Anastasius III


Cause of Death:
855 to 855



A Roman. Anastasius Bibliothecarius, nephew of Arsenius, bishop of Orta.

Excommunicated by Leo IV

Anastasius was considered an excellent scholar, fluent in both Greek and Latin. In 847 Pope Leo IV (847-855) made him cardinal priest of St. Marco's parish. For unknown reasons today, he abandoned his parish not long after, and was thus excommunicated by Leo IV in 850. In 853, not having returned, he was declared anathemised by a Roman synod, and later deposed.


After cardinal Hadrian turned down his own papal election, the majority of clergy elected Pope Benedict III (855-858) as the new Pope. A delegation was then sent to receive approval from the Holy Roman Emperor, Louis II, as was required. Anastasius' supporters, most likely championed by his uncle Arsenius, bishop of Orta, secretly met with the delagates and bribed them to persuade Louis II that Anastasius was to be pope.

The delagates returned to Rome and proclaimed the Emperor's approval of Anastasius as the new pope. Anastasius immediately destroyed his excommunication orders, took control of the Lateran Palace, and threw Benedict III into prison. However, fighting broke out as the Roman people began to riot against the delegate's announcement, claiming that Anastasius was excommunicated. The delegates were finally forced to rescind the decision, and declared Benedict III pope. Louis II's envoys forced Benedict III not to torture Anastasius or his supporters. He was made abbot of Santa Maria.


from Hartmannus Schedel's Liber Chronicarum, 1493
Anastasius Bibliothecarius, Drawing 1493
In 867, Pope Adrian II appointed him the church's librarian, a highly influential position at that time. For this role, he was called Bibliothecarius.

Cousin rapes pope's family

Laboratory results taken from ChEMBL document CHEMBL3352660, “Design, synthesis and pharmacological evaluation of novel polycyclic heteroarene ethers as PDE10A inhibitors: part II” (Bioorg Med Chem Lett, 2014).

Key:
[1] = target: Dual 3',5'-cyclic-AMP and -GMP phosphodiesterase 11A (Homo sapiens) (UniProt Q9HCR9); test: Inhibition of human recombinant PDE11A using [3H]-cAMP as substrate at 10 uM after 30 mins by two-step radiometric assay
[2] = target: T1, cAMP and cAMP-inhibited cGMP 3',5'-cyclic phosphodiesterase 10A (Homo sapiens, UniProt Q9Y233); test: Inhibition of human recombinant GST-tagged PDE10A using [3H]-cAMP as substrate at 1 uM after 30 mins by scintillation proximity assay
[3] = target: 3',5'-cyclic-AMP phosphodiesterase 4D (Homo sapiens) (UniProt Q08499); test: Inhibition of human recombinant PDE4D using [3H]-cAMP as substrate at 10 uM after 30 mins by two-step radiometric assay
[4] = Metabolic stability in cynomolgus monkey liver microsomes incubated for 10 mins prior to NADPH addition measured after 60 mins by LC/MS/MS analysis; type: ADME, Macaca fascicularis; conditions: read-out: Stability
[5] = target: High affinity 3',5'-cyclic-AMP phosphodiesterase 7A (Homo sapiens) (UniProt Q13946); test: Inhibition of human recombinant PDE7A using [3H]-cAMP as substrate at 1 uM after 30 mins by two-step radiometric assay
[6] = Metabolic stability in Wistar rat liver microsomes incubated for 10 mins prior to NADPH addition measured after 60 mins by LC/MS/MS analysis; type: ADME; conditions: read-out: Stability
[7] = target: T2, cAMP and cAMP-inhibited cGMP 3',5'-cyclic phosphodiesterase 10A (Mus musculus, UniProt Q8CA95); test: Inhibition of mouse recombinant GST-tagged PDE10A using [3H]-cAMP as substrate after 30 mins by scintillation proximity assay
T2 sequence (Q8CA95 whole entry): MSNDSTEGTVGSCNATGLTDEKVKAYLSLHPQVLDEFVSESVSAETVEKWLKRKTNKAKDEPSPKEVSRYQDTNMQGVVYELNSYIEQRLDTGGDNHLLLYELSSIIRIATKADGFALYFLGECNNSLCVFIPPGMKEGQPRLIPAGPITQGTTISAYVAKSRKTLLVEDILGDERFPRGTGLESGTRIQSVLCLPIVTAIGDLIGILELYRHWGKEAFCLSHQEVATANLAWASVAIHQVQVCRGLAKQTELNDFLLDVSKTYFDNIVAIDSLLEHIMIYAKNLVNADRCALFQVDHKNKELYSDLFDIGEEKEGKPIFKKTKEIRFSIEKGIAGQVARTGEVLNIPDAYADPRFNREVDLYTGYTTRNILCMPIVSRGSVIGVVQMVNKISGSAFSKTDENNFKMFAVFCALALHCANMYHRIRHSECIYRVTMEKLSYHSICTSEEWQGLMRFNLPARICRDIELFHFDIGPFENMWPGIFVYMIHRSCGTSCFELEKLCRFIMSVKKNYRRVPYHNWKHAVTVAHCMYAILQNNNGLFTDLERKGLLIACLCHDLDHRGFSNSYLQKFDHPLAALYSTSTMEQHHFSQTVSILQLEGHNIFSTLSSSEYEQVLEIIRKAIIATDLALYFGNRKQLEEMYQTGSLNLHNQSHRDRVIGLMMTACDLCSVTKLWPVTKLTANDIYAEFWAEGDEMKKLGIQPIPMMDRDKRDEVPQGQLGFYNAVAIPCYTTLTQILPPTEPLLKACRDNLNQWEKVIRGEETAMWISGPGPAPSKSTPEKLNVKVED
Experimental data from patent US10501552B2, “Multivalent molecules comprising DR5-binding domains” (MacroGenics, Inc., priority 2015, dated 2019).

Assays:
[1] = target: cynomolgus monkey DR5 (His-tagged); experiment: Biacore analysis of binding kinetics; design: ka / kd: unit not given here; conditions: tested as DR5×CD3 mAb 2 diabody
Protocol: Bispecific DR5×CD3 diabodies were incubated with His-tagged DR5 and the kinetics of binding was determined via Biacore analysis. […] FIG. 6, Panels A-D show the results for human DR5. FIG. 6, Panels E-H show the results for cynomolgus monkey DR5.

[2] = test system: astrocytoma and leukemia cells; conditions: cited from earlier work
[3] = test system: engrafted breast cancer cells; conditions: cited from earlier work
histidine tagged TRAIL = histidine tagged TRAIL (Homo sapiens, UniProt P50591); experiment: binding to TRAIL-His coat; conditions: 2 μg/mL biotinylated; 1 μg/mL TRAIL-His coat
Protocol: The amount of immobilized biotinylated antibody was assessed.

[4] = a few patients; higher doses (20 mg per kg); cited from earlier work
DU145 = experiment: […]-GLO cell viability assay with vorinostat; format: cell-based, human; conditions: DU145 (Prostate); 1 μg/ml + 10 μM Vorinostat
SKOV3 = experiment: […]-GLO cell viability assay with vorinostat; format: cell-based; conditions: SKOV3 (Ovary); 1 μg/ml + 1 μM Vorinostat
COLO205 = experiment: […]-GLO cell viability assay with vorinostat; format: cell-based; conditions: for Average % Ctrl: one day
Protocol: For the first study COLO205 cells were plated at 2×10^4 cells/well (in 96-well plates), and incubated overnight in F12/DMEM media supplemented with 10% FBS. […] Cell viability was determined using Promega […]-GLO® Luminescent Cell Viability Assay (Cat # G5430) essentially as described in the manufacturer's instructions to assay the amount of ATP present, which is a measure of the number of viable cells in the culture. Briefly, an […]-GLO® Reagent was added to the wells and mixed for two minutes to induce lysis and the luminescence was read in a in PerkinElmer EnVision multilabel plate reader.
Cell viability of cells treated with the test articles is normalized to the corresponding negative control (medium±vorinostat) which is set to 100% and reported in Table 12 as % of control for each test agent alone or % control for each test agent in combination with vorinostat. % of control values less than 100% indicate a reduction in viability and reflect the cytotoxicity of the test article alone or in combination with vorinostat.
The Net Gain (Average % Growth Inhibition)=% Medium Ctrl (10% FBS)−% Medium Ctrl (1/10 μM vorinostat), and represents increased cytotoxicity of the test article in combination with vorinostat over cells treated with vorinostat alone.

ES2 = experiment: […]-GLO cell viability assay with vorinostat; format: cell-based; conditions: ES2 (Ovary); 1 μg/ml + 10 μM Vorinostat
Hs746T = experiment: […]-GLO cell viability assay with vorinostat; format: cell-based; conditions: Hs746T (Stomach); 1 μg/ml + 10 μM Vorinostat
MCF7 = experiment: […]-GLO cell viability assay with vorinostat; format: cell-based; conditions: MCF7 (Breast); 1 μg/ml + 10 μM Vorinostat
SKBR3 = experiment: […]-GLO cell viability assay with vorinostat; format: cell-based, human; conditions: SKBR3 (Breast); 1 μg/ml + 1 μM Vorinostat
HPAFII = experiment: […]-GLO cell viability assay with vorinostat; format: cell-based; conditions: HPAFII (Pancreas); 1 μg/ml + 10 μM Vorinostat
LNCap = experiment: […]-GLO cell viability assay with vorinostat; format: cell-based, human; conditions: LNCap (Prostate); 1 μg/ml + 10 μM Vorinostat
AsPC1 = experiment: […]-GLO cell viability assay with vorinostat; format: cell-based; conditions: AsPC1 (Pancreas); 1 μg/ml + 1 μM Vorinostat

In 868, his cousin (some sources say brother) named Eleutherius, raped and murdered both the mother and daughter of Pope Adrian II. The murderer was tried and executed, and Anastasius was removed from his chancery and excommunicated once again. The excommunication was later dropped and he was restored.


In 869 he was sent by Louis II as part of a royal delegation to Constantinople to arrange a marriage between Ermengard, the daughter of Louis II, and Leo VI, oldest son of Basil I, the Eastern emperor.

Pope Joan writings

The earliest known writings concerning the legend of the female Pope Joan (855-858) are contained in a chronicle by Anastasius.

Two different Anastasiuses

According to some scholars, Anastasius the Antipope was not the same person as Anastasius the Librarian. Other scholars claim they are.

Rulers & Events:

817-876: King of East Francia, Louis (the German)
839-875: King of Italy, Louis II
842-867: Eastern Roman Emperor, Michael III (the Drunkard)
843-877: King of West Francia, Charles (the Bald)
843-855: King of Lotharingia, Lothar I
847-855: Pope Leo IV
855-858: Antipope Joan
855-858: Pope Benedict III
855-869: King of Lotharingia, Lothar II